We'll continue to post to the blog from time to time updates on our life and travels. We always appreciate your feedback and updates from your life as well, so please don't be bashful. And, if you've had enough, you can just delete us. It's just that easy! Be well and keep in touch. Hope the Thanksgiving holiday was an enjoyable one...Happy trails from way out west...tom and nancy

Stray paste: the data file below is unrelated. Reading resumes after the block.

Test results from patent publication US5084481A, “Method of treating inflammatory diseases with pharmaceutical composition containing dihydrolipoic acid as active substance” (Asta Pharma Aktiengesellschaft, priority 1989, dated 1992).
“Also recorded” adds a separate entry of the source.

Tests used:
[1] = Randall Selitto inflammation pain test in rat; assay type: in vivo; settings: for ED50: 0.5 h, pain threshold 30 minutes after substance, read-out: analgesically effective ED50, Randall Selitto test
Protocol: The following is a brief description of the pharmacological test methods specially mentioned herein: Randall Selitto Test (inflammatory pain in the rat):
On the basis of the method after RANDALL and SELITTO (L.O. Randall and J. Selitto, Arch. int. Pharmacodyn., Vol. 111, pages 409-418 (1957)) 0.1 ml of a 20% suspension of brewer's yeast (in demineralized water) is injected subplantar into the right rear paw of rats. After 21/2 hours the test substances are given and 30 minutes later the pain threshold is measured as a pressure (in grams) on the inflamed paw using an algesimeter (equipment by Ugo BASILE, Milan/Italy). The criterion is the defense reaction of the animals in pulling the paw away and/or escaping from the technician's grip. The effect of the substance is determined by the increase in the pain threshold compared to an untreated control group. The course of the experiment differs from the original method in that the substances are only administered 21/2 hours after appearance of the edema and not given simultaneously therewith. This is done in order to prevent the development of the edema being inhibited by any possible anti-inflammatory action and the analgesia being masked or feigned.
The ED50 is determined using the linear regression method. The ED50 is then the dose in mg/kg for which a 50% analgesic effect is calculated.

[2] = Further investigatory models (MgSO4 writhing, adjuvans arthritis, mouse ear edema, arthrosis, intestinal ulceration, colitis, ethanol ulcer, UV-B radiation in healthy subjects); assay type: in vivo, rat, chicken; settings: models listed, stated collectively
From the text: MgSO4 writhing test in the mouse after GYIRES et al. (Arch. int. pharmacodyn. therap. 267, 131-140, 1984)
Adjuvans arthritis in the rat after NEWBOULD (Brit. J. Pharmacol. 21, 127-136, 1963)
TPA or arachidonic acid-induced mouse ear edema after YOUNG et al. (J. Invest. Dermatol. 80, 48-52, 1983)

Saturday, November 3, 2007

The Netherlands and time to go...

tom ready to ride Bike trails and lights

Wind turbines along roadside
Ms.Nancy does the internet at home.